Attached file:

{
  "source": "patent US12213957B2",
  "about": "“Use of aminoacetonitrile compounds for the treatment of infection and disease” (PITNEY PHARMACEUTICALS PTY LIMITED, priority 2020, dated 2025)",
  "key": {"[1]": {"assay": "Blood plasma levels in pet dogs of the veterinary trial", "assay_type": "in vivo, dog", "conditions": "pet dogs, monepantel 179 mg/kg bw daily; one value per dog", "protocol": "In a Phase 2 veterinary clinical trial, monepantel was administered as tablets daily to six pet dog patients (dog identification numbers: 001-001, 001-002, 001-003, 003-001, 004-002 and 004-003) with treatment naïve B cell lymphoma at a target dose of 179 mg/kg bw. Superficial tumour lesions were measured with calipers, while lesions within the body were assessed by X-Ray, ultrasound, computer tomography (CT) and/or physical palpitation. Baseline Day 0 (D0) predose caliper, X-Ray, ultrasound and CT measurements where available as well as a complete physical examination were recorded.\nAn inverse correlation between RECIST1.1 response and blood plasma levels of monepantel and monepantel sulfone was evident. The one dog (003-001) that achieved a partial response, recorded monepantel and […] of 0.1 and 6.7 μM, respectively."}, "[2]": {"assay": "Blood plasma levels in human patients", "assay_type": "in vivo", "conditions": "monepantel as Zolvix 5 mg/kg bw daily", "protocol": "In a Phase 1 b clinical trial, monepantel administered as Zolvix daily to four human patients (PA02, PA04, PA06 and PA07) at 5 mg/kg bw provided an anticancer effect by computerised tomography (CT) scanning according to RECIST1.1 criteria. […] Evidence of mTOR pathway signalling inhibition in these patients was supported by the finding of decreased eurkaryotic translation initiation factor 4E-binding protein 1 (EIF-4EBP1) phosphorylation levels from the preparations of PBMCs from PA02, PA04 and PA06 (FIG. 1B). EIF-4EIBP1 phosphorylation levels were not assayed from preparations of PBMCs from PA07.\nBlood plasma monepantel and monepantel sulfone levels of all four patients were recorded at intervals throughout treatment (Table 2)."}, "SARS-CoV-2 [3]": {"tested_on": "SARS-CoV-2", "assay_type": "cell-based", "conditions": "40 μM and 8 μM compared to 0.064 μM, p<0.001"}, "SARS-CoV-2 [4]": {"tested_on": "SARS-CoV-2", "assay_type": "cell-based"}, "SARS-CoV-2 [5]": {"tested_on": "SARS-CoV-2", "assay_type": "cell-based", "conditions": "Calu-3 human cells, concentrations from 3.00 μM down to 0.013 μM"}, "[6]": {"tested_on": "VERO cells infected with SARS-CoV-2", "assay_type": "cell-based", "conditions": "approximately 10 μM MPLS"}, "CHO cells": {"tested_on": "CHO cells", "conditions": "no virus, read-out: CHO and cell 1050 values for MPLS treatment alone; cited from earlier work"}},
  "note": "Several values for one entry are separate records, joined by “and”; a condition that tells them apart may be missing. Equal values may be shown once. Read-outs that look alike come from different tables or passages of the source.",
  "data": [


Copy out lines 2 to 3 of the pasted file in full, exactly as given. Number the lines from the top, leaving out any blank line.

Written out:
  "source": "patent US12213957B2",
  "about": "“Use of aminoacetonitrile compounds for the treatment of infection and disease” (PITNEY PHARMACEUTICALS PTY LIMITED, priority 2020, dated 2025)",